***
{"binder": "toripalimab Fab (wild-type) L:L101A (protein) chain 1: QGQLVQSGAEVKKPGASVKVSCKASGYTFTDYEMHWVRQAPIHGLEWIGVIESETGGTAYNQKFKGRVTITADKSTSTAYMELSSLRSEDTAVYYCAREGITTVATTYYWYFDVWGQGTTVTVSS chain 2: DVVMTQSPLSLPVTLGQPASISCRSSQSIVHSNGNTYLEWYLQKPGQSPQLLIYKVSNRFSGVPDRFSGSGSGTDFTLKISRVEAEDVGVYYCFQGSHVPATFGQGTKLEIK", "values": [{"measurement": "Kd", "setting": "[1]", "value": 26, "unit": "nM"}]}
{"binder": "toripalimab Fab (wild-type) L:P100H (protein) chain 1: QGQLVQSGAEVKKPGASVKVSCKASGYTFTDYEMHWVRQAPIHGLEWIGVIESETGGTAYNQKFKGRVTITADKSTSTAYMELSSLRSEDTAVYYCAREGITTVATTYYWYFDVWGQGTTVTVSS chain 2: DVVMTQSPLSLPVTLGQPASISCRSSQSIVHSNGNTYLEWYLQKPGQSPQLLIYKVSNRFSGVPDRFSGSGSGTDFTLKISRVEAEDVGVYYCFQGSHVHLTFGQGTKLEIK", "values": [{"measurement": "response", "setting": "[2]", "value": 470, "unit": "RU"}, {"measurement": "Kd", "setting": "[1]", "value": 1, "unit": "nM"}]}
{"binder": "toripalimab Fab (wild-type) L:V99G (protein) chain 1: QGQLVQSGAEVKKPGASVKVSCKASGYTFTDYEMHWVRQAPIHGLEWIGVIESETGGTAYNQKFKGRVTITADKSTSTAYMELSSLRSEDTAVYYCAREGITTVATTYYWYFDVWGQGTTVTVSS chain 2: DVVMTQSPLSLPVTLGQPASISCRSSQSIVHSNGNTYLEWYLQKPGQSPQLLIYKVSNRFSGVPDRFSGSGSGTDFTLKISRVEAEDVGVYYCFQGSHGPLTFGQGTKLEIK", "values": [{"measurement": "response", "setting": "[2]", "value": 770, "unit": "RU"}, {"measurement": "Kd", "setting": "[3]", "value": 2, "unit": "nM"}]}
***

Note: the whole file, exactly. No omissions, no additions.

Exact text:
{"binder": "toripalimab Fab (wild-type) L:L101A (protein) chain 1: QGQLVQSGAEVKKPGASVKVSCKASGYTFTDYEMHWVRQAPIHGLEWIGVIESETGGTAYNQKFKGRVTITADKSTSTAYMELSSLRSEDTAVYYCAREGITTVATTYYWYFDVWGQGTTVTVSS chain 2: DVVMTQSPLSLPVTLGQPASISCRSSQSIVHSNGNTYLEWYLQKPGQSPQLLIYKVSNRFSGVPDRFSGSGSGTDFTLKISRVEAEDVGVYYCFQGSHVPATFGQGTKLEIK", "values": [{"measurement": "Kd", "setting": "[1]", "value": 26, "unit": "nM"}]}
{"binder": "toripalimab Fab (wild-type) L:P100H (protein) chain 1: QGQLVQSGAEVKKPGASVKVSCKASGYTFTDYEMHWVRQAPIHGLEWIGVIESETGGTAYNQKFKGRVTITADKSTSTAYMELSSLRSEDTAVYYCAREGITTVATTYYWYFDVWGQGTTVTVSS chain 2: DVVMTQSPLSLPVTLGQPASISCRSSQSIVHSNGNTYLEWYLQKPGQSPQLLIYKVSNRFSGVPDRFSGSGSGTDFTLKISRVEAEDVGVYYCFQGSHVHLTFGQGTKLEIK", "values": [{"measurement": "response", "setting": "[2]", "value": 470, "unit": "RU"}, {"measurement": "Kd", "setting": "[1]", "value": 1, "unit": "nM"}]}
{"binder": "toripalimab Fab (wild-type) L:V99G (protein) chain 1: QGQLVQSGAEVKKPGASVKVSCKASGYTFTDYEMHWVRQAPIHGLEWIGVIESETGGTAYNQKFKGRVTITADKSTSTAYMELSSLRSEDTAVYYCAREGITTVATTYYWYFDVWGQGTTVTVSS chain 2: DVVMTQSPLSLPVTLGQPASISCRSSQSIVHSNGNTYLEWYLQKPGQSPQLLIYKVSNRFSGVPDRFSGSGSGTDFTLKISRVEAEDVGVYYCFQGSHGPLTFGQGTKLEIK", "values": [{"measurement": "response", "setting": "[2]", "value": 770, "unit": "RU"}, {"measurement": "Kd", "setting": "[3]", "value": 2, "unit": "nM"}]}